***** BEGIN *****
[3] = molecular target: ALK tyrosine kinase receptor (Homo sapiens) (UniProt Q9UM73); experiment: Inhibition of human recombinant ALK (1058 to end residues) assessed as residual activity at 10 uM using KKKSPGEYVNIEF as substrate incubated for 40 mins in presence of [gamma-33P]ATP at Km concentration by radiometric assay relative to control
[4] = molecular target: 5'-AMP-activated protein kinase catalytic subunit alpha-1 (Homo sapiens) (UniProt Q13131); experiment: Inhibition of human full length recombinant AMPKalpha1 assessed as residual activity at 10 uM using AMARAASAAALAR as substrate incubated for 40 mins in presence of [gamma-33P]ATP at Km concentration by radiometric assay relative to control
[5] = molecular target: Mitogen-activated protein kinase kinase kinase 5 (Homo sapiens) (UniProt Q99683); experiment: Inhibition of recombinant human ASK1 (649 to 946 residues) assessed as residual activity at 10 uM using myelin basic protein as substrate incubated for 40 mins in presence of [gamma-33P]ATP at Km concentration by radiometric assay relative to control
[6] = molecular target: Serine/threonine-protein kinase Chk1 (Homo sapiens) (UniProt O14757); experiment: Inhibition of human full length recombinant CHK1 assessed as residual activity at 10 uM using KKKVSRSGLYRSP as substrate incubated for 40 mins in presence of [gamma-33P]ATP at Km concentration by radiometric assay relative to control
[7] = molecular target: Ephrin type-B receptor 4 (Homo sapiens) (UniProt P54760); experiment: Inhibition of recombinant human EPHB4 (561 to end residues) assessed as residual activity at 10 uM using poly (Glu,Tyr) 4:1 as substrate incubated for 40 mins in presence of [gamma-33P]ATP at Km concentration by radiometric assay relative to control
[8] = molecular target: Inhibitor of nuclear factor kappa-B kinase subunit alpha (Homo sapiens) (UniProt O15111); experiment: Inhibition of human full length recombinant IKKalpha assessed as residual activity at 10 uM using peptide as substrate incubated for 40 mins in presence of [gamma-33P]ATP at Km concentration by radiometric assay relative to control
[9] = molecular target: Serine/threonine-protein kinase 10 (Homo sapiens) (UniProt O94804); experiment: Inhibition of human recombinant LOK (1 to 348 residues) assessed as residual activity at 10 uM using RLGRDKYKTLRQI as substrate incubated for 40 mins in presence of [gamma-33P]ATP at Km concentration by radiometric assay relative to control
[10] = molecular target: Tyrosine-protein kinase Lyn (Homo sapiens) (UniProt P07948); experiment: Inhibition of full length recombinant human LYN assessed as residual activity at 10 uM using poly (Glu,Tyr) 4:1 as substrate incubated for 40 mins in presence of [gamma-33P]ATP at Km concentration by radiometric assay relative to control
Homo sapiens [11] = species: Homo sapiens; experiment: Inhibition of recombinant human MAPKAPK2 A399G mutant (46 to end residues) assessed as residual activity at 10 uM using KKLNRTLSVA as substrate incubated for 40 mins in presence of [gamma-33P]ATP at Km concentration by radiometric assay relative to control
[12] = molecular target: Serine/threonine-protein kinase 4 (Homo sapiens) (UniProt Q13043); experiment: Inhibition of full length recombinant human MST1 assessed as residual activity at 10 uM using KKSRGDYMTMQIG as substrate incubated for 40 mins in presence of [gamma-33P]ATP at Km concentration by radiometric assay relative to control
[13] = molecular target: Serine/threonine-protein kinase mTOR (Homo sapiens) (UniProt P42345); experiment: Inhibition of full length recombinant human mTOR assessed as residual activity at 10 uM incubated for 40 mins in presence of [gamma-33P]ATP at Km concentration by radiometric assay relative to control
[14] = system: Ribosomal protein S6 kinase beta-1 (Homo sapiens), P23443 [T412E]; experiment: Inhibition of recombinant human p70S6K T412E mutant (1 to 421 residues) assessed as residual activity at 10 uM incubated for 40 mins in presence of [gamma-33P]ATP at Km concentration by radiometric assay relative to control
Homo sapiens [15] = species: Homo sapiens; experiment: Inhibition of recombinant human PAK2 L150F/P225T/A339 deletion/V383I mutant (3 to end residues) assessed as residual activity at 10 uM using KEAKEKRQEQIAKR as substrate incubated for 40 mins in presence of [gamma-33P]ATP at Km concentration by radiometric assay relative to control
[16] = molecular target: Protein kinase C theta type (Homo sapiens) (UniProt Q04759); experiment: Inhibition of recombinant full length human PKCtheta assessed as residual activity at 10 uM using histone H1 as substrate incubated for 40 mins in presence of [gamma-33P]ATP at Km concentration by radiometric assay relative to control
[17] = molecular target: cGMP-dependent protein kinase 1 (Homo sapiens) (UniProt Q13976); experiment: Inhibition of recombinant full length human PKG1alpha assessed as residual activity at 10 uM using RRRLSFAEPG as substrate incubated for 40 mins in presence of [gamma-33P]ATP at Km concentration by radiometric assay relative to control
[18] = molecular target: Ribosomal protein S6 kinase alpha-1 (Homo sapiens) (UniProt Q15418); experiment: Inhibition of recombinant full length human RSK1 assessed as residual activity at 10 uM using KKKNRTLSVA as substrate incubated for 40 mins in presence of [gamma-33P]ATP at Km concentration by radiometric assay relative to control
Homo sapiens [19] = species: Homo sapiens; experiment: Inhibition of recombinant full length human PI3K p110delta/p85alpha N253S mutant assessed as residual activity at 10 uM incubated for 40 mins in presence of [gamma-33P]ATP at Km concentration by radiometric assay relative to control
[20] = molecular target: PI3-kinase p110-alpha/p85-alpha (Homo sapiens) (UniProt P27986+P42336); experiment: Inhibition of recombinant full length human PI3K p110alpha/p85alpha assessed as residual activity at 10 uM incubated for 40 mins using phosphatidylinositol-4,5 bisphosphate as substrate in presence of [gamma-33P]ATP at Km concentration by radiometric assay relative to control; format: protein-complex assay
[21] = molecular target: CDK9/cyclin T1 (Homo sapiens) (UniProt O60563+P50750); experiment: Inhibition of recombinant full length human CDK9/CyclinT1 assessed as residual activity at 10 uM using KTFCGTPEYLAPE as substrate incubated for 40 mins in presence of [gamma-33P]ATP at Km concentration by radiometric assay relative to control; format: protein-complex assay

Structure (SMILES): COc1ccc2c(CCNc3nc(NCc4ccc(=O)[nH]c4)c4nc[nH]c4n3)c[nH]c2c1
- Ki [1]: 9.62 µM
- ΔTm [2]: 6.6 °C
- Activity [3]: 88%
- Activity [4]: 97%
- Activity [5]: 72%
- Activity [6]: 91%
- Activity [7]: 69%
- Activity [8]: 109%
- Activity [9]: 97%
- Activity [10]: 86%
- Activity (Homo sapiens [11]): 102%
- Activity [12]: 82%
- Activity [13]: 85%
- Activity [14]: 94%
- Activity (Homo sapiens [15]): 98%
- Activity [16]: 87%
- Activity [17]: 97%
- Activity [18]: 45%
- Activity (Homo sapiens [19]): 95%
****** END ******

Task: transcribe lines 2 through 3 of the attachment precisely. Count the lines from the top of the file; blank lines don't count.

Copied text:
[4] = molecular target: 5'-AMP-activated protein kinase catalytic subunit alpha-1 (Homo sapiens) (UniProt Q13131); experiment: Inhibition of human full length recombinant AMPKalpha1 assessed as residual activity at 10 uM using AMARAASAAALAR as substrate incubated for 40 mins in presence of [gamma-33P]ATP at Km concentration by radiometric assay relative to control
[5] = molecular target: Mitogen-activated protein kinase kinase kinase 5 (Homo sapiens) (UniProt Q99683); experiment: Inhibition of recombinant human ASK1 (649 to 946 residues) assessed as residual activity at 10 uM using myelin basic protein as substrate incubated for 40 mins in presence of [gamma-33P]ATP at Km concentration by radiometric assay relative to control